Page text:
Friday, April 10, 2009

Hunger in the Andes



(LA PAZ) - Bolivian President Evo Morales is on a hunger strike demanding that the Senate pass an electoral law, paving the way for parliamentary elections this December 6.

On Thursday, Morales, the National Coordination for Change (CNC) and the Bolivian Workers’ Union (COB) declared a massive hunger strike from the Government Palace. They have refused to eat until the Electoral Regime law is approved by the Senate.

Bolivia's new Constitution approved on January 25 required Congress to pass an electoral law in 60 days, but the deadline has passed as the opposition-controlled Senate stalled the bill that will regulate December’s presidential and legislative elections.

The lower house, with the majority of seats held by the Movement Toward Socialism (MAS) party, already approved the electoral law but the opposition-controlled Senate has refused.

Opposition senators reject the law on the basis that it will grant 14 special indigenous districts and allow citizens living abroad to vote in Bolivia’s elections. They claim that the current census is not reliable and are calling for a new electoral roll prior to holding the election. Bolivia’s National Electoral Court says it will take at least nine months to create such a register, likely forcing a postponement of December’s vote.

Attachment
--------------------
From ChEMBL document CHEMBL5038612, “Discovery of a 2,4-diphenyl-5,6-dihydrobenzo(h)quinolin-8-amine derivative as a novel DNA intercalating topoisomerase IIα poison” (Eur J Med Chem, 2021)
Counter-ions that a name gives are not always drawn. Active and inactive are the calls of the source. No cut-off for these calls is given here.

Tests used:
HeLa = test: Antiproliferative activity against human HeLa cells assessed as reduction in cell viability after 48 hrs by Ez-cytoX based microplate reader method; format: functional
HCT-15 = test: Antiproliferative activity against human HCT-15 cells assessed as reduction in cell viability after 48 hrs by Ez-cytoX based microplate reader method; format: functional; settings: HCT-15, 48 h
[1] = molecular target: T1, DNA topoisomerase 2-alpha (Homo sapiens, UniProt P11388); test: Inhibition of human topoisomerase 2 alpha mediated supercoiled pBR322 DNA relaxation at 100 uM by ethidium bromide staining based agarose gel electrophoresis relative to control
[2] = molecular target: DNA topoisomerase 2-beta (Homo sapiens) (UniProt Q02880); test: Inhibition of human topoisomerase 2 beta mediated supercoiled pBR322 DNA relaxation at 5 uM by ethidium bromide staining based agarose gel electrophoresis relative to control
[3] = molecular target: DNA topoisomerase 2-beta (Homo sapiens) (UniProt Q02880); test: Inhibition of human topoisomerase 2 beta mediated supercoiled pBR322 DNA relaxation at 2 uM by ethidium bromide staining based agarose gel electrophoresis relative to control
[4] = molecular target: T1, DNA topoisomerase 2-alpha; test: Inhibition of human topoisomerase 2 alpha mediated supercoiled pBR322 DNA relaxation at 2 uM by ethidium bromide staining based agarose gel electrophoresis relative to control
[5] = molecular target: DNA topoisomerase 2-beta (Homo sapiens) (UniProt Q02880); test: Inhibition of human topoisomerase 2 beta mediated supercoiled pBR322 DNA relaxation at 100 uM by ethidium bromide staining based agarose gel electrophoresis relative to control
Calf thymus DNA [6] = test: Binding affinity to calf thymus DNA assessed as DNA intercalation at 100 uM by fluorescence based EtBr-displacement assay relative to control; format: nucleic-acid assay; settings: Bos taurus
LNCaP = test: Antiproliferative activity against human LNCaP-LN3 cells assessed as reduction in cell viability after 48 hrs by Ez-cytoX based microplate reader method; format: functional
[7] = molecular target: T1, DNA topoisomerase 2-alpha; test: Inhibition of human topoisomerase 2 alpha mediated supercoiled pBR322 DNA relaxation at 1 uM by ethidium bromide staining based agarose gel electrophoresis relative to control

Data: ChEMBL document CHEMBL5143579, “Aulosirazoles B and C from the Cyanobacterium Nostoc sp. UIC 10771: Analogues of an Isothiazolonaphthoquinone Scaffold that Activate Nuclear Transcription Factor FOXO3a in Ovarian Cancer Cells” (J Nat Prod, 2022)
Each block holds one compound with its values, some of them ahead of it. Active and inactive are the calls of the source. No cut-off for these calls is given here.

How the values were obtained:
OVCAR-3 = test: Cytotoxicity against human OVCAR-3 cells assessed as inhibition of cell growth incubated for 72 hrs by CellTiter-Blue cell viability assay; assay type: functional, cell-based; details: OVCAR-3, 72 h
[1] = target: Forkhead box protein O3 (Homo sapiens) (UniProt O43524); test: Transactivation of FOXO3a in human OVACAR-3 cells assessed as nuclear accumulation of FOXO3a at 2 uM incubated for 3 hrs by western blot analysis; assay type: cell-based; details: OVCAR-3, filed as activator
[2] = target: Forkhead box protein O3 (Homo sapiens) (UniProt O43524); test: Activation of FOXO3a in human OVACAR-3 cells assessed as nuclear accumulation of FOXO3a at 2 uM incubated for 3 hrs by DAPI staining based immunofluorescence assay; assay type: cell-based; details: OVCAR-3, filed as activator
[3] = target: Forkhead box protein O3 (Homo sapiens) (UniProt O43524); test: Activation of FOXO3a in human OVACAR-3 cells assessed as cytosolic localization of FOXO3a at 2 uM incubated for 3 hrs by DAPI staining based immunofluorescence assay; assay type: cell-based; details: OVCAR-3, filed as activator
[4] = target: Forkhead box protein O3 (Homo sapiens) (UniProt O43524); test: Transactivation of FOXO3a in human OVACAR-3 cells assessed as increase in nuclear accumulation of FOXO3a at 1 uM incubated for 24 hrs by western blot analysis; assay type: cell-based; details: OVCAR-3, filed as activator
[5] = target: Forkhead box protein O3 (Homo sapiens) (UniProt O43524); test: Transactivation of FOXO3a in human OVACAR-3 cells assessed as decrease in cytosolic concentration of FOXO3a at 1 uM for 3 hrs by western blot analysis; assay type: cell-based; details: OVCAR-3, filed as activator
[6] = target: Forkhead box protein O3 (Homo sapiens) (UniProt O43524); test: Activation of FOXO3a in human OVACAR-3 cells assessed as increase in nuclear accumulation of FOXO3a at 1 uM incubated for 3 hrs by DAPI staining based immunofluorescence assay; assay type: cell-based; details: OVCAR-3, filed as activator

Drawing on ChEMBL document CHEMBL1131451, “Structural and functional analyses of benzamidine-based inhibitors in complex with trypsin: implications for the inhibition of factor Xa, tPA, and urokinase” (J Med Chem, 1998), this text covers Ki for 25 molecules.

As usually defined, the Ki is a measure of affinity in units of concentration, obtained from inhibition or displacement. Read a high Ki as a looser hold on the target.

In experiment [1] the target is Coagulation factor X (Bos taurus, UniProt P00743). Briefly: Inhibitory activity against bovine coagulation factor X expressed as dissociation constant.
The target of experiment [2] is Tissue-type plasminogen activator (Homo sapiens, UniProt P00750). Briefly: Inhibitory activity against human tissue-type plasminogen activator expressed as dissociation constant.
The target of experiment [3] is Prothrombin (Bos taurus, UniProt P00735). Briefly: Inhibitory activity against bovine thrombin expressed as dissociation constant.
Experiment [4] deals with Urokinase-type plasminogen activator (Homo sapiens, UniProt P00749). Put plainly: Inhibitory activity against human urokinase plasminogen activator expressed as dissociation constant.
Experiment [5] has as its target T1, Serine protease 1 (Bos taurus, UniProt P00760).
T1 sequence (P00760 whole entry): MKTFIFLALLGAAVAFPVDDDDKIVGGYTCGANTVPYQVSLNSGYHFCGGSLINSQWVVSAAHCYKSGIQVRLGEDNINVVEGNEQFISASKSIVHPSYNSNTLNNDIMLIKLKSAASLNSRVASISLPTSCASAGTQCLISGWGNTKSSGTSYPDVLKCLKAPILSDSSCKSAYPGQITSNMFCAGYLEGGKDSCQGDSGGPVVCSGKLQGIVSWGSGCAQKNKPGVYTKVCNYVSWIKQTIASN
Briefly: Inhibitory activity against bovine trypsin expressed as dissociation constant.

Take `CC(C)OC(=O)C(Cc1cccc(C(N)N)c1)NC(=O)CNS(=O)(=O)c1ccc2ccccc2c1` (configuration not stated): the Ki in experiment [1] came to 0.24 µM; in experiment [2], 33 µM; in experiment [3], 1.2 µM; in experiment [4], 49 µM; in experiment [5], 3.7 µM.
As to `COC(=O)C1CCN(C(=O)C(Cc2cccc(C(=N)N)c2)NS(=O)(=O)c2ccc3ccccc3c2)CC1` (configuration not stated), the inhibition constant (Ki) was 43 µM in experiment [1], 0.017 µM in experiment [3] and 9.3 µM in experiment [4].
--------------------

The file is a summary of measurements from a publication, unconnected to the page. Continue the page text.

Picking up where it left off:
Bolivians from various social organizations throughout the country joined President Morales in solidarity. Pedro Montes, Executive Secretary of the Bolivian Workers’ Union (COB), said at least 3,000 union workers were also refusing to eat.

Internationally there is a growing underground network of people on various networking sites that have also joined the hunger strike in a show of support for the Bolivian people.






Photos: ABI

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